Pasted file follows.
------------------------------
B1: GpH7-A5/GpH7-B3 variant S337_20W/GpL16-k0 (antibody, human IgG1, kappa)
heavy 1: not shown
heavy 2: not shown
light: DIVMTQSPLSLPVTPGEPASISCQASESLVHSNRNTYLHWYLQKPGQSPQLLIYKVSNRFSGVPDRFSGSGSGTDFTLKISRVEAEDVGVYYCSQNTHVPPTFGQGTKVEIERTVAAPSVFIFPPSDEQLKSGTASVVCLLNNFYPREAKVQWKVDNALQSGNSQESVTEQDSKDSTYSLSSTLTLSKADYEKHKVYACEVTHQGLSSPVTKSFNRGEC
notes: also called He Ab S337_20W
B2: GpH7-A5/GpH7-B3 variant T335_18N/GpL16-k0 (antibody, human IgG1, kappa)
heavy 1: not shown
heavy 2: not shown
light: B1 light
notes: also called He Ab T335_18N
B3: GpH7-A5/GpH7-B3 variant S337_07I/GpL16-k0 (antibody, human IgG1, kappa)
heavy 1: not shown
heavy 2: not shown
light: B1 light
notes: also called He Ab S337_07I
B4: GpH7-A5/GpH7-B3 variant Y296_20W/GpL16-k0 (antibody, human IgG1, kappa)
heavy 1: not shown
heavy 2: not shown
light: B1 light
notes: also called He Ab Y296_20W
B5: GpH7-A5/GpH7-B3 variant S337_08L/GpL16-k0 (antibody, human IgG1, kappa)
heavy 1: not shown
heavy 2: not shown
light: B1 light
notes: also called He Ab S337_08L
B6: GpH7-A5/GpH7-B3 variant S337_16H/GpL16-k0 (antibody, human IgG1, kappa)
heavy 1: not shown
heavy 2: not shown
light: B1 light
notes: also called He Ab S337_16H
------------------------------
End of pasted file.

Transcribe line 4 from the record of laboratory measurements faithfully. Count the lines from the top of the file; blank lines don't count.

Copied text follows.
light: DIVMTQSPLSLPVTPGEPASISCQASESLVHSNRNTYLHWYLQKPGQSPQLLIYKVSNRFSGVPDRFSGSGSGTDFTLKISRVEAEDVGVYYCSQNTHVPPTFGQGTKVEIERTVAAPSVFIFPPSDEQLKSGTASVVCLLNNFYPREAKVQWKVDNALQSGNSQESVTEQDSKDSTYSLSSTLTLSKADYEKHKVYACEVTHQGLSSPVTKSFNRGEC